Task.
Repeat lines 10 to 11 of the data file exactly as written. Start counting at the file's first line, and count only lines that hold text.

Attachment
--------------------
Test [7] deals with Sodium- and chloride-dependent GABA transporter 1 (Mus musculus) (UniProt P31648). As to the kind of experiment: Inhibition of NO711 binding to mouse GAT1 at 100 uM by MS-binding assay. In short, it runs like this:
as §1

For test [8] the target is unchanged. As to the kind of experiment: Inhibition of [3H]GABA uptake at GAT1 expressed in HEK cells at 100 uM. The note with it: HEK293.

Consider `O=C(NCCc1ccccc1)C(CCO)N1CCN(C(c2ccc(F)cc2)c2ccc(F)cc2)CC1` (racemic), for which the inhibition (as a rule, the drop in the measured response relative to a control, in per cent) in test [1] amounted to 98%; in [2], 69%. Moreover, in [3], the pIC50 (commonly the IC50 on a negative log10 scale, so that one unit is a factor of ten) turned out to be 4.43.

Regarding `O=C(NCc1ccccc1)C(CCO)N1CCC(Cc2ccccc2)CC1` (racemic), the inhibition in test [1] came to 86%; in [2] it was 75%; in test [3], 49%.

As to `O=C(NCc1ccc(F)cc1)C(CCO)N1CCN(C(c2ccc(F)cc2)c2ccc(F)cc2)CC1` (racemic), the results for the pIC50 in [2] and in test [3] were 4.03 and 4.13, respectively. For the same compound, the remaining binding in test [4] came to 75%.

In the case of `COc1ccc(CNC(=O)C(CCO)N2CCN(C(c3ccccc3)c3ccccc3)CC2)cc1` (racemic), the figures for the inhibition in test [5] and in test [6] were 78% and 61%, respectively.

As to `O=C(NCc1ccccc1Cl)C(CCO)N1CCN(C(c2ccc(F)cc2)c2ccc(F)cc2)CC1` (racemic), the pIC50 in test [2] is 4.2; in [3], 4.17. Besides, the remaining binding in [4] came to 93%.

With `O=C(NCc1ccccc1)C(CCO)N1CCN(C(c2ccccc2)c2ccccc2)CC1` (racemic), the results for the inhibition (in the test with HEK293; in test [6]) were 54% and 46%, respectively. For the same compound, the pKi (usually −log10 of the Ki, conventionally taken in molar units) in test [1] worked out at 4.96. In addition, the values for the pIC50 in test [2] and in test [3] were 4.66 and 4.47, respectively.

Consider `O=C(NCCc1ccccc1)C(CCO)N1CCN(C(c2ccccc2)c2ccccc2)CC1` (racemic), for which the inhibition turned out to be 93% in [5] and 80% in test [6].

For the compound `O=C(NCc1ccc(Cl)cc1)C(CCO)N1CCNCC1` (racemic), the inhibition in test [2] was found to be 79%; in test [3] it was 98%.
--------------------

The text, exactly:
Consider `O=C(NCCc1ccccc1)C(CCO)N1CCN(C(c2ccccc2)c2ccccc2)CC1` (racemic), for which the inhibition turned out to be 93% in [5] and 80% in test [6].

For the compound `O=C(NCc1ccc(Cl)cc1)C(CCO)N1CCNCC1` (racemic), the inhibition in test [2] was found to be 79%; in test [3] it was 98%.